THIS MUST BE THE PLACE - NARBI PRICE
Solo Exhibition at Vane, Newcastle upon Tyne
11 May - 1 July.
Gallery open 12-5pm, Wednesday to Saturday
Narbi Price’s work involves journeys to specific places that have witnessed a range of events – variously historical, famous, personal or forgotten. He researches the precise location of a chosen event, ranging from significant moments in music, film and TV, whimsical acts through to places of violence and death amongst others. Working from photographs taken at the site, he makes paintings in the studio focussing on the abstract, formal and painterly qualities of the resultant images.
This process removes the conscious choice of subject matter; he must work with whatever is present at the spot. Whilst clearly photographically derived, the paintings use the language of abstraction to simultaneously acknowledge and disrupt the representational image. The paint is transparent, opaque, glossy, matt, dilute and impasted, often within the same work. As viewers, we are not immediately made aware of the specific histories of the sites and are given space to wonder about the multiplicities of events that might have taken place, an effect heightened by the painting method. Our experience of the work shifts as we become aware of the provenance of the depicted sites.
Untitled Path Painting and Untitled Gutter Painting (2014) show the anonymous path and gutter where the artist was the victim of an unprovoked attack in his hometown, Hartlepool. Untitled Flowers Painting (KB for Ettrick) (2017) shows the site of the Kard Bar, a hub of alternative culture in Newcastle, destroyed by fire in December 2015, killing the owner.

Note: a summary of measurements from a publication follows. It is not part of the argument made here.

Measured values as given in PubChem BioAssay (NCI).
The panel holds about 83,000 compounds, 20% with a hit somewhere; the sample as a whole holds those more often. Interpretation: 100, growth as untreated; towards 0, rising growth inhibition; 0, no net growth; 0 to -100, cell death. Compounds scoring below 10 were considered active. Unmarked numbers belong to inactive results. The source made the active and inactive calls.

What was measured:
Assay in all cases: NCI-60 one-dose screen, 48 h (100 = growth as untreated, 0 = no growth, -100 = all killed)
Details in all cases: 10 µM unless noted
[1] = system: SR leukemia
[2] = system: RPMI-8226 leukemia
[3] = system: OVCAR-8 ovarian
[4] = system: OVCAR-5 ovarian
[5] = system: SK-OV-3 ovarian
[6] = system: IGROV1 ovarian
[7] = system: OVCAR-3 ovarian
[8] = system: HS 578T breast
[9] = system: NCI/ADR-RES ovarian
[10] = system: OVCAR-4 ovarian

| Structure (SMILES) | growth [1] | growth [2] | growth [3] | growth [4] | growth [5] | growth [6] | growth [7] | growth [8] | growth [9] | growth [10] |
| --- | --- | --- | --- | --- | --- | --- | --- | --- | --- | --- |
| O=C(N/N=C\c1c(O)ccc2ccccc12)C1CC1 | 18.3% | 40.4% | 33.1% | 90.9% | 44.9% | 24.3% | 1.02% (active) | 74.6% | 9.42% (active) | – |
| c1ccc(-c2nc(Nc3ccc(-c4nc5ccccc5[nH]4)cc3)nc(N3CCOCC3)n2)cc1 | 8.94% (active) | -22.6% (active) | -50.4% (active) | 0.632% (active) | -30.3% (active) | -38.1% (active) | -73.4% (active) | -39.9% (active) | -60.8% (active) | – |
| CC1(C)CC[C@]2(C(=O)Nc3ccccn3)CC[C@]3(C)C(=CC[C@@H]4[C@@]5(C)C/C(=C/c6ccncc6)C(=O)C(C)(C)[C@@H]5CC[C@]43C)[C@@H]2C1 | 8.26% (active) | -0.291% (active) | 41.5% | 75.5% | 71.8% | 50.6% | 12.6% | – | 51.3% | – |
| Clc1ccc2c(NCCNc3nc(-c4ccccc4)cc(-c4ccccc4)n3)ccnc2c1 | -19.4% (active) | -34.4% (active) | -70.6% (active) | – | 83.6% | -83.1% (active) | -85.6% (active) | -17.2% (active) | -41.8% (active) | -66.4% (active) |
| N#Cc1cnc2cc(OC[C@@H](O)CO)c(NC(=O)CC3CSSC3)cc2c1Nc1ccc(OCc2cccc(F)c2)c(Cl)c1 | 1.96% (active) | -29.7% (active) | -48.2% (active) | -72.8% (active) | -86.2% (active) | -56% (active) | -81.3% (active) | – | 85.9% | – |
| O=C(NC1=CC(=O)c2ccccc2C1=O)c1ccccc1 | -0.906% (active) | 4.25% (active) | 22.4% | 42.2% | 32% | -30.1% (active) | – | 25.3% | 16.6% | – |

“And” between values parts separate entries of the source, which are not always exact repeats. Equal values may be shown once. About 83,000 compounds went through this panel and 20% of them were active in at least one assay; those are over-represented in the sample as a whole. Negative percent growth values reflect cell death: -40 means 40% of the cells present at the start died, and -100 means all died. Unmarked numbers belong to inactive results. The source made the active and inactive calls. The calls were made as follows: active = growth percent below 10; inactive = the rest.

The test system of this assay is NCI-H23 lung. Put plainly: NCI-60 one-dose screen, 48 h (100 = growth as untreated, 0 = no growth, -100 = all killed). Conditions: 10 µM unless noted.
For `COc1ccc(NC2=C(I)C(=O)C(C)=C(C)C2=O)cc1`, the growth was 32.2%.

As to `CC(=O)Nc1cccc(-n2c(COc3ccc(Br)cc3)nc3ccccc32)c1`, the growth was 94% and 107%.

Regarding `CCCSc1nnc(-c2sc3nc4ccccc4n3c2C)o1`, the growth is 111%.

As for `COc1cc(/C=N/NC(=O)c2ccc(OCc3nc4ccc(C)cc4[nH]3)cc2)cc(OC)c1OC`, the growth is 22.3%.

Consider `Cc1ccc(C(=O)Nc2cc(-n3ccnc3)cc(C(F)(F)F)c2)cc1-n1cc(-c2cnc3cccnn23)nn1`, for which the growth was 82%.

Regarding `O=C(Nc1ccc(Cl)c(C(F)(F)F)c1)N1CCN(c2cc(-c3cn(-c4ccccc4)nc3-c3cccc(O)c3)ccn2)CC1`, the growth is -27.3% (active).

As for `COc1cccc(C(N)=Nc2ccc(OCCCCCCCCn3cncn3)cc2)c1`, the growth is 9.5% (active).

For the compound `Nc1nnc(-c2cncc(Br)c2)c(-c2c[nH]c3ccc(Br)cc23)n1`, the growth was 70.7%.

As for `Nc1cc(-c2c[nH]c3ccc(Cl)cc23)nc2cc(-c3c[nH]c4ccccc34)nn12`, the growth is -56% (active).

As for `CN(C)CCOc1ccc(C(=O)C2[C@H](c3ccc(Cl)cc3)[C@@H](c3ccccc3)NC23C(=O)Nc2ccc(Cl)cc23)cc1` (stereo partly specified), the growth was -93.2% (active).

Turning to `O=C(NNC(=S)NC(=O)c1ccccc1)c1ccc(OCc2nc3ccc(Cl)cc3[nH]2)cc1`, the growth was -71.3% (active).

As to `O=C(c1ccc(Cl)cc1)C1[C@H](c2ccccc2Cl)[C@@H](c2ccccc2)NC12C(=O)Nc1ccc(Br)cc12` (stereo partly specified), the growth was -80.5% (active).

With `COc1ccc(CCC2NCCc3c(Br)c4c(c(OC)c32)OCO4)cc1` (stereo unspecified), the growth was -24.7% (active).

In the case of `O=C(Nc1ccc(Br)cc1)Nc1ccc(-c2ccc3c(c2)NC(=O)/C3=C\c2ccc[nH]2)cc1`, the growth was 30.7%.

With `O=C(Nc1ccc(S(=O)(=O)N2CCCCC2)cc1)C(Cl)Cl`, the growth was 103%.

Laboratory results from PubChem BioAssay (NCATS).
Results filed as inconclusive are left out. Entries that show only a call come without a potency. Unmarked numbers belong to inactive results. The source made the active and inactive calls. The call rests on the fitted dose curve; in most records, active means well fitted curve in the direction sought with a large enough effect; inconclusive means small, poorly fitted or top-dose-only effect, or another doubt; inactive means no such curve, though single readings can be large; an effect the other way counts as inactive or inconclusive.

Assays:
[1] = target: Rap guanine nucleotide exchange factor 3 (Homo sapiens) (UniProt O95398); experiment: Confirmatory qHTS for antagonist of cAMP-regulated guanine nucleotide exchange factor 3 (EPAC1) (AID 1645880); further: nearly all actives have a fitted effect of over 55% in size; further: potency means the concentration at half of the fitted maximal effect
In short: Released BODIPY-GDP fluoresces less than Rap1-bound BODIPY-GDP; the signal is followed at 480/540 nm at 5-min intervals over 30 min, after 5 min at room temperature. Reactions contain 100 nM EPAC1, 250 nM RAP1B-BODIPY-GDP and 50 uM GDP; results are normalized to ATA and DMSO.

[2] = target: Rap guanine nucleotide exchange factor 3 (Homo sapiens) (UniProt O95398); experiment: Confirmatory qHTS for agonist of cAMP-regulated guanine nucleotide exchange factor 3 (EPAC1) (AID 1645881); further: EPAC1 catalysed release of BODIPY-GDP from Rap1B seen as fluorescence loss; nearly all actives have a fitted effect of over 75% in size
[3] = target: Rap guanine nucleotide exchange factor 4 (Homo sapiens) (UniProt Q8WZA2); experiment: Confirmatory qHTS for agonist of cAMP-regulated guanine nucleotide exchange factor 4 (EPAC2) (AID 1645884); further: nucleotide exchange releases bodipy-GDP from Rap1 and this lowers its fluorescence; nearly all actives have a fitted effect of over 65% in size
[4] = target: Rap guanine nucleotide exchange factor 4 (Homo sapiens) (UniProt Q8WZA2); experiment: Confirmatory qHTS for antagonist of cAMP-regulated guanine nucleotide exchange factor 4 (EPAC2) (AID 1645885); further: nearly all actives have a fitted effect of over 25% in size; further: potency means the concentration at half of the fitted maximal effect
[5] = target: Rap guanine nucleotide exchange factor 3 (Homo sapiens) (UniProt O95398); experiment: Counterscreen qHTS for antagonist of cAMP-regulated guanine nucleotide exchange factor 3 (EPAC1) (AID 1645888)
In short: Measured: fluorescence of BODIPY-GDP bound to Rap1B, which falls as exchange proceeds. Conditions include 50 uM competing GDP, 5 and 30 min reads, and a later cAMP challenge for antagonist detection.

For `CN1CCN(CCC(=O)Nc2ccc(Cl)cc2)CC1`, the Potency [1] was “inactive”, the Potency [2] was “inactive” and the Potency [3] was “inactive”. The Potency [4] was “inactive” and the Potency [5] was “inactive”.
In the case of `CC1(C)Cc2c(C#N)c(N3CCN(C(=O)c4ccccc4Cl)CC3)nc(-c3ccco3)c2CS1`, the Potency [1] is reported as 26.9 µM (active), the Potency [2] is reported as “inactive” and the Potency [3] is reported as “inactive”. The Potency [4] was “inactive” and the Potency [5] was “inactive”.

Untitled Yard Painting (Albert) and Untitled Yard Painting (Harold) (2015) depict the filming locations of the yard gates in the iconic Steptoe and Son TV sitcom and spin-off films respectively, the former now an actual scrap yard and the latter a plate glass office building. Untitled Alley Painting (2013) shows the filming location for the video to Subterranean Homesick Blues, the 1965 song by Bob Dylan. Untitled Bridge Painting (2013) portrays the site of Lollards Pit in Norwich, where heretics were burned at the stake in the 15th and 16th centuries. Untitled Black Door Painting (304) (2012) shows the door to the home of record producer Joe Meek, famous for Telstar by The Tornados, where in 1967, in a fit of depression, he shot and killed his landlady and himself.
Untitled Flowers Painting (DB) (2017) depicts the spot where David Bowie stood on the cover art of his 1972 album, The Rise and Fall of Ziggy Stardust and the Spiders from Mars, as it was during the week after his death. Untitled Well Painting (2012) shows the supposed site of the well, celebrated in the North East England folksong, The Lambton Worm, where Lord Lambton threw the Wyrm (Worm) before leaving to fight in the First Crusade. Untitled Slab Painting (2016) depicts a former public execution site in Venice. Untitled Monkey Painting (2016) shows the site where, allegedly, during the Napoleonic Wars of the early 19th century, a shipwrecked monkey was hanged by the people of Hartlepool, believing it to be a French spy. Untitled Club Painting (2015) features the Salford Lads Club, made famous in the artwork and videos for The Smiths 1986 album The Queen is Dead.
Narbi Price in conversation with Matthew Hearn, Tuesday 20 June, 6-8pm
Join us at Vane
for an informal discussion of the works in ‘This Must Be the Place’ with Narbi Price and the author of the accompanying essay ‘Known (un)known’, writer and curator, Matthew Hearn. There will be an opportunity to meet the artist after the talk.
Admission is free but booking is essential. Please email email@example.com
Read Matthew Hearn’s essay Known (un)known